Is Everything Relative?

  The modern world began on May 29, 1919. These words open the massive book Modern Times, by historian Paul Johnson. On that historic day in 1919, photographs of a solar eclipse showed that starlight bends when passing close to the sun. The photos confirmed Albert Einstein's concept of curved space--thereby confirming his revolutionary theory of relativity. The news hit the world like a thunderclap. For Einstein's theory rejected Isaac Newton's concept of absolute time and space--and to the general public he seemed to be rejecting all absolute truth, including the truths of religion and morality. "Relativity became confused with relativism," Johnson writes. "It formed a knife... to help cut society adrift from its traditional moorings in the faith and morals of Judeo-Christian culture." Relativity became confused with relativism. Even today many people think Einstein proved the maxim "Everything is relative." Yet Einstein himself said his theory had nothing to do with relativism. In fact, he preferred to call it "invariance theory," because it shows that physical laws do not vary across reference frames. As Nancy Pearcey and Charles Thaxton explain in The Soul of Science, an easy way to understand Einstein is to consider a simpler form of relativity proposed centuries earlier by Galileo. Imagine a ship traveling 10 miles per hour, with the captain strolling along the deck in the same direction. Relative to a person sitting in a deck chair, the captain is walking, say, 3 miles per hour. But relative to someone sitting on the shore, the captain is moving 13 miles per hour, because you add in the speed of the ship. So how fast is the captain really moving--3 miles per hour or 13? It all depends on your frame of reference. For a measurement from the shore, you add in the speed of the ship. For a measurement from the deck, you subtract the speed of the ship. This was Galileo's theory of relativity. It shows how the laws of motion apply across different reference frames. Einstein's relativity theory merely updated Galileo to take into account the laws of electromagnetism-- such as the speed of light. Einstein demonstrated that these laws likewise remain valid across all reference frames. It's true that in the process he discarded Newton's absolute space and time, ending up with bizarre notions like curved space and time slowing down. We've all heard the Twin Paradox, where a baby goes up in a space ship and 70 years later is still a child, while his twin brother back on Earth has become an old man. Yet these bizarre notions are all simply mathematical deductions from the assumption that the laws of electromagnetism remain constant across all reference frames. It's all perfectly mathematical. There is nothing in relativity to support relativism. Einstein's theory is a vivid example of the way scientific theories are often misused to assault Christian faith and morals. You and I need to learn how to respond to these assaults. Learn how to make a cogent defense by reading The Soul of Science, on which this special series on faith and science is based. Everything is not relative. And we need to stand against the hijacking of science to promote a destructive philosophical agenda.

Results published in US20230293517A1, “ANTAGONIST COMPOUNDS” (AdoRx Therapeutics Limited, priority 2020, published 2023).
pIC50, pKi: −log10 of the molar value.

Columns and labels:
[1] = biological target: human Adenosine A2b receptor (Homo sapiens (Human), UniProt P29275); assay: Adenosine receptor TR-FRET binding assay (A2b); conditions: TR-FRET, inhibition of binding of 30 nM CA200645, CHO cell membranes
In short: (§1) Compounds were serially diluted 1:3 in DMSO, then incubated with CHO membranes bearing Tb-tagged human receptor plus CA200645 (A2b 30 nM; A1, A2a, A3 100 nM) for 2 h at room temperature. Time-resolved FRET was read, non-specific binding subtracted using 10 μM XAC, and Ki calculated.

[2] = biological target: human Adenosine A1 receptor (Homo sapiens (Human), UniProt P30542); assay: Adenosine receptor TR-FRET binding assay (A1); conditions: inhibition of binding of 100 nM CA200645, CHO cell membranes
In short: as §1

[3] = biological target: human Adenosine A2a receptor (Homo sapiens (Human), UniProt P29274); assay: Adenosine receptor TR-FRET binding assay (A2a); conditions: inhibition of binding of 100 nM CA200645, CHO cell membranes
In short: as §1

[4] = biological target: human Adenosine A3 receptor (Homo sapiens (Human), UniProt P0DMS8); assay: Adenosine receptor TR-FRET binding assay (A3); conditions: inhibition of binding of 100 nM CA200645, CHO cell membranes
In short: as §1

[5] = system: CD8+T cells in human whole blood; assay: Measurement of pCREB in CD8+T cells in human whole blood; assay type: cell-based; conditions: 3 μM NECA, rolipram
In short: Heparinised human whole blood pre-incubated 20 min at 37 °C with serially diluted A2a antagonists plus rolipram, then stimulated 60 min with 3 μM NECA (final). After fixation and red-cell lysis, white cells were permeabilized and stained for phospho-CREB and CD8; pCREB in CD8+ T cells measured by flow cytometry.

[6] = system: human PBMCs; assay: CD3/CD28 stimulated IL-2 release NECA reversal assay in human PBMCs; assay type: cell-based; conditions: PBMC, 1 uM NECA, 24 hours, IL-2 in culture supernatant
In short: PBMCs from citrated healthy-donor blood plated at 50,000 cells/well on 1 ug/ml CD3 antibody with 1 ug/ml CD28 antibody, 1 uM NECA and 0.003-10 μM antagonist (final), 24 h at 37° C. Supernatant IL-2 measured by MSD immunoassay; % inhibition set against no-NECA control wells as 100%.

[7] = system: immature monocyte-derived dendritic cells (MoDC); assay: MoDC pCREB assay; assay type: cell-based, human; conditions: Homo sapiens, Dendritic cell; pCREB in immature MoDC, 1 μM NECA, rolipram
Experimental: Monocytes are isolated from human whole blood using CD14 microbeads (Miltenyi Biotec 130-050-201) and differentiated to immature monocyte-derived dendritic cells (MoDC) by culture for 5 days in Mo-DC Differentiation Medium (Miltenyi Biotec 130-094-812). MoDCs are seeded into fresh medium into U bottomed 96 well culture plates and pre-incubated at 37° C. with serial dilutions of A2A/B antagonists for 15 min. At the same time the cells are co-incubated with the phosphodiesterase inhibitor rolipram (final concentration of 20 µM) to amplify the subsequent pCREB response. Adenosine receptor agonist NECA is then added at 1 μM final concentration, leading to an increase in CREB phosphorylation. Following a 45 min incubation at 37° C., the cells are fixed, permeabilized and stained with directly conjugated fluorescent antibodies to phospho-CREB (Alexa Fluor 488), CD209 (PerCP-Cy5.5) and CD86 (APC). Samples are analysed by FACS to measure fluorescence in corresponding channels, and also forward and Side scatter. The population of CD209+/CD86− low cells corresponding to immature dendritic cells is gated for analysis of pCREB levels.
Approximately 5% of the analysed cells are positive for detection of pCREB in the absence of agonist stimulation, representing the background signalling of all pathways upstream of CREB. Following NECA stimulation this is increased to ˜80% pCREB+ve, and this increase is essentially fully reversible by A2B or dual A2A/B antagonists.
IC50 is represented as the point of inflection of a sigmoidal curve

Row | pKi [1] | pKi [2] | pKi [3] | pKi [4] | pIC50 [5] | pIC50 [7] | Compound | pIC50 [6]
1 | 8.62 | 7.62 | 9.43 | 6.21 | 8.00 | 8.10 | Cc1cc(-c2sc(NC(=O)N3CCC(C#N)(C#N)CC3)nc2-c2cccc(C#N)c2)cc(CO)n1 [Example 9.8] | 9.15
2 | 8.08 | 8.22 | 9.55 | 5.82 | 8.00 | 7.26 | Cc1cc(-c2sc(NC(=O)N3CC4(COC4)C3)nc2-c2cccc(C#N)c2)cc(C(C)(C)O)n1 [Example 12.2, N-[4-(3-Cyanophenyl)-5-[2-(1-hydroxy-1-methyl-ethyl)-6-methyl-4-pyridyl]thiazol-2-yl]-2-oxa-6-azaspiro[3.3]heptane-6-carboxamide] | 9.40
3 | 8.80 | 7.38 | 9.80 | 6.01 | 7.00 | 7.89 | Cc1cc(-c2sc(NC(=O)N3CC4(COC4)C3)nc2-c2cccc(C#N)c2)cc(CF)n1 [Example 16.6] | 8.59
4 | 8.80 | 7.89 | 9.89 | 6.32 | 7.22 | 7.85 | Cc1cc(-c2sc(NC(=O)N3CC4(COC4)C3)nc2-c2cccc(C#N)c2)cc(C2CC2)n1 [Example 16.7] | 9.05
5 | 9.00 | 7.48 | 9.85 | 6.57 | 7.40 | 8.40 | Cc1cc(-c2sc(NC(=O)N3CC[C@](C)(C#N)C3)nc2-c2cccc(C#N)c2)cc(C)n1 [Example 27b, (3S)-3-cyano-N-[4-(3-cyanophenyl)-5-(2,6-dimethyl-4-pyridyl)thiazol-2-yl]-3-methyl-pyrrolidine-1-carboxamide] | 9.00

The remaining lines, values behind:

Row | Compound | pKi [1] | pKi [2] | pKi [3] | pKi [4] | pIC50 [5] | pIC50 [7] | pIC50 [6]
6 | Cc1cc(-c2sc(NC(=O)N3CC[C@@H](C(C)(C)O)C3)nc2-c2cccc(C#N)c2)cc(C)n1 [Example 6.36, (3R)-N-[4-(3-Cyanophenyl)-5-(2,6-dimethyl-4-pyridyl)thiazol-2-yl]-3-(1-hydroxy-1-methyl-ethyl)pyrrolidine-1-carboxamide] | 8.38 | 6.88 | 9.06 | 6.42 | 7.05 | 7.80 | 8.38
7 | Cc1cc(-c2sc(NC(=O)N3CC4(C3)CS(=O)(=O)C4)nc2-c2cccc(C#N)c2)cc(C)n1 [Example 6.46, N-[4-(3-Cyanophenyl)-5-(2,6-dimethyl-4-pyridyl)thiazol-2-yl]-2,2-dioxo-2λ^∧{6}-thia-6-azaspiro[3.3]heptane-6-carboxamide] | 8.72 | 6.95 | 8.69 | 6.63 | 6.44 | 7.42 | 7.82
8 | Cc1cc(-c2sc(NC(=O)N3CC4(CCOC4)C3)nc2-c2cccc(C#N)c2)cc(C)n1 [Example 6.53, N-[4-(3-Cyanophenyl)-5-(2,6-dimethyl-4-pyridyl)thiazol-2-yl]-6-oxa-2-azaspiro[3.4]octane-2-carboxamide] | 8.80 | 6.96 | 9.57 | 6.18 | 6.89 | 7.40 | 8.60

Chuck Colson



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